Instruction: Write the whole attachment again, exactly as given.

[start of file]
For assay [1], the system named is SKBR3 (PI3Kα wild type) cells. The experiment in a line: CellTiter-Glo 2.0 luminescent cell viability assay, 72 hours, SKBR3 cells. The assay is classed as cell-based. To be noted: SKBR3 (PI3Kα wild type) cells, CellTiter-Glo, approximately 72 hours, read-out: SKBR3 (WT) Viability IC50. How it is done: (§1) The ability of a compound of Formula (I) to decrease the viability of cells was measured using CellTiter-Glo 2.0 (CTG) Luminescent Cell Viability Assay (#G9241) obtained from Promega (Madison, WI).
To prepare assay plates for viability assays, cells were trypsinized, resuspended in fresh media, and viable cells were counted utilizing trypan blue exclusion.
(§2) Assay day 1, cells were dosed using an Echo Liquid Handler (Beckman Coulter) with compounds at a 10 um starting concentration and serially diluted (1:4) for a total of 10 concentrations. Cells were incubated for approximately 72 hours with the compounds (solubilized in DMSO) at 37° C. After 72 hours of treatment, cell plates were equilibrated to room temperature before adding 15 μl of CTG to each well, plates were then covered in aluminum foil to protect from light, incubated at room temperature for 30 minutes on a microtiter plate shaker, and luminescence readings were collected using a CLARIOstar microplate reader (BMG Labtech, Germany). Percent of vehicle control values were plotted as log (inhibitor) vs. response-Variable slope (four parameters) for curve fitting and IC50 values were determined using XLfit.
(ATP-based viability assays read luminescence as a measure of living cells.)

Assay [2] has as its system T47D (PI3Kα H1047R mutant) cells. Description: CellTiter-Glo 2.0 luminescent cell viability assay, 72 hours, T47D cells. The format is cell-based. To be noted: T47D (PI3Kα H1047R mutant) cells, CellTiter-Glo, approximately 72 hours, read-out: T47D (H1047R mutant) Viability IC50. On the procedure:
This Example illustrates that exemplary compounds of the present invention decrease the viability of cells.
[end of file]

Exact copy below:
For assay [1], the system named is SKBR3 (PI3Kα wild type) cells. The experiment in a line: CellTiter-Glo 2.0 luminescent cell viability assay, 72 hours, SKBR3 cells. The assay is classed as cell-based. To be noted: SKBR3 (PI3Kα wild type) cells, CellTiter-Glo, approximately 72 hours, read-out: SKBR3 (WT) Viability IC50. How it is done: (§1) The ability of a compound of Formula (I) to decrease the viability of cells was measured using CellTiter-Glo 2.0 (CTG) Luminescent Cell Viability Assay (#G9241) obtained from Promega (Madison, WI).
To prepare assay plates for viability assays, cells were trypsinized, resuspended in fresh media, and viable cells were counted utilizing trypan blue exclusion.
(§2) Assay day 1, cells were dosed using an Echo Liquid Handler (Beckman Coulter) with compounds at a 10 um starting concentration and serially diluted (1:4) for a total of 10 concentrations. Cells were incubated for approximately 72 hours with the compounds (solubilized in DMSO) at 37° C. After 72 hours of treatment, cell plates were equilibrated to room temperature before adding 15 μl of CTG to each well, plates were then covered in aluminum foil to protect from light, incubated at room temperature for 30 minutes on a microtiter plate shaker, and luminescence readings were collected using a CLARIOstar microplate reader (BMG Labtech, Germany). Percent of vehicle control values were plotted as log (inhibitor) vs. response-Variable slope (four parameters) for curve fitting and IC50 values were determined using XLfit.
(ATP-based viability assays read luminescence as a measure of living cells.)

Assay [2] has as its system T47D (PI3Kα H1047R mutant) cells. Description: CellTiter-Glo 2.0 luminescent cell viability assay, 72 hours, T47D cells. The format is cell-based. To be noted: T47D (PI3Kα H1047R mutant) cells, CellTiter-Glo, approximately 72 hours, read-out: T47D (H1047R mutant) Viability IC50. On the procedure:
This Example illustrates that exemplary compounds of the present invention decrease the viability of cells.